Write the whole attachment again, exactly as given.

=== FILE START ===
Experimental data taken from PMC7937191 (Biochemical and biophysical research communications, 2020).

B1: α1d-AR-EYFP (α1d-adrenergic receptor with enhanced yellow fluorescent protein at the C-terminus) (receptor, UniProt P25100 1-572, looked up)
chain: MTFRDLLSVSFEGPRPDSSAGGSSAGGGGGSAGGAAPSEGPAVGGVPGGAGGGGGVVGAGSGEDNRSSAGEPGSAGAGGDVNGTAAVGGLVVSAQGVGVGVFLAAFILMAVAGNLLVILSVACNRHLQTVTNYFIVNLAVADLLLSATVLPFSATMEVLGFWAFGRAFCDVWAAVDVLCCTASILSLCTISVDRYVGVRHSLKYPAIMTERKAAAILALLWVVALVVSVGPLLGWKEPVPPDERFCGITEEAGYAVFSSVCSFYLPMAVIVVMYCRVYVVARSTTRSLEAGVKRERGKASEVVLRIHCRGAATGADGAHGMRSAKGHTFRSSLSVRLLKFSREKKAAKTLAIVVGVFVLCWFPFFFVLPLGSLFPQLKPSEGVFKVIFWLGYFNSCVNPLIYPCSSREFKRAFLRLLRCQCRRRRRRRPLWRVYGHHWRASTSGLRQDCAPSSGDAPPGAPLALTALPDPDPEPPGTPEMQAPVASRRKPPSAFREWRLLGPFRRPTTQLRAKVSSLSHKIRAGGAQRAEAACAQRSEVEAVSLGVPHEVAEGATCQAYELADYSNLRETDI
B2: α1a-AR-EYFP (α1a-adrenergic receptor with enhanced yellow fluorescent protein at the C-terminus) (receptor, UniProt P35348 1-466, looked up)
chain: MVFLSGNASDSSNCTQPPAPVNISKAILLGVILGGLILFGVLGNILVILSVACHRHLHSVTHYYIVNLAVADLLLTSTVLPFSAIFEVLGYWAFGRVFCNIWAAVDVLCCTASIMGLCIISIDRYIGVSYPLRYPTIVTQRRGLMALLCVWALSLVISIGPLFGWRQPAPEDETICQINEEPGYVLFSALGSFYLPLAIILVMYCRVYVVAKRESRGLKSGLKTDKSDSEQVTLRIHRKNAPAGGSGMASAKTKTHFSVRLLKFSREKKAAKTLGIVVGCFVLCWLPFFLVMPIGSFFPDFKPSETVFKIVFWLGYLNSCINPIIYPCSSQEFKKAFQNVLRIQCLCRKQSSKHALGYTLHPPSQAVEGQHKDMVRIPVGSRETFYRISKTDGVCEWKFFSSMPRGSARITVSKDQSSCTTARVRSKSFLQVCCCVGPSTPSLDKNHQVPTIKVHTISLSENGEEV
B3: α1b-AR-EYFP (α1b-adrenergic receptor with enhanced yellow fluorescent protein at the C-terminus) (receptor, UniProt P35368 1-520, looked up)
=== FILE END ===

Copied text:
Experimental data taken from PMC7937191 (Biochemical and biophysical research communications, 2020).

B1: α1d-AR-EYFP (α1d-adrenergic receptor with enhanced yellow fluorescent protein at the C-terminus) (receptor, UniProt P25100 1-572, looked up)
chain: MTFRDLLSVSFEGPRPDSSAGGSSAGGGGGSAGGAAPSEGPAVGGVPGGAGGGGGVVGAGSGEDNRSSAGEPGSAGAGGDVNGTAAVGGLVVSAQGVGVGVFLAAFILMAVAGNLLVILSVACNRHLQTVTNYFIVNLAVADLLLSATVLPFSATMEVLGFWAFGRAFCDVWAAVDVLCCTASILSLCTISVDRYVGVRHSLKYPAIMTERKAAAILALLWVVALVVSVGPLLGWKEPVPPDERFCGITEEAGYAVFSSVCSFYLPMAVIVVMYCRVYVVARSTTRSLEAGVKRERGKASEVVLRIHCRGAATGADGAHGMRSAKGHTFRSSLSVRLLKFSREKKAAKTLAIVVGVFVLCWFPFFFVLPLGSLFPQLKPSEGVFKVIFWLGYFNSCVNPLIYPCSSREFKRAFLRLLRCQCRRRRRRRPLWRVYGHHWRASTSGLRQDCAPSSGDAPPGAPLALTALPDPDPEPPGTPEMQAPVASRRKPPSAFREWRLLGPFRRPTTQLRAKVSSLSHKIRAGGAQRAEAACAQRSEVEAVSLGVPHEVAEGATCQAYELADYSNLRETDI
B2: α1a-AR-EYFP (α1a-adrenergic receptor with enhanced yellow fluorescent protein at the C-terminus) (receptor, UniProt P35348 1-466, looked up)
chain: MVFLSGNASDSSNCTQPPAPVNISKAILLGVILGGLILFGVLGNILVILSVACHRHLHSVTHYYIVNLAVADLLLTSTVLPFSAIFEVLGYWAFGRVFCNIWAAVDVLCCTASIMGLCIISIDRYIGVSYPLRYPTIVTQRRGLMALLCVWALSLVISIGPLFGWRQPAPEDETICQINEEPGYVLFSALGSFYLPLAIILVMYCRVYVVAKRESRGLKSGLKTDKSDSEQVTLRIHRKNAPAGGSGMASAKTKTHFSVRLLKFSREKKAAKTLGIVVGCFVLCWLPFFLVMPIGSFFPDFKPSETVFKIVFWLGYLNSCINPIIYPCSSQEFKKAFQNVLRIQCLCRKQSSKHALGYTLHPPSQAVEGQHKDMVRIPVGSRETFYRISKTDGVCEWKFFSSMPRGSARITVSKDQSSCTTARVRSKSFLQVCCCVGPSTPSLDKNHQVPTIKVHTISLSENGEEV
B3: α1b-AR-EYFP (α1b-adrenergic receptor with enhanced yellow fluorescent protein at the C-terminus) (receptor, UniProt P35368 1-520, looked up)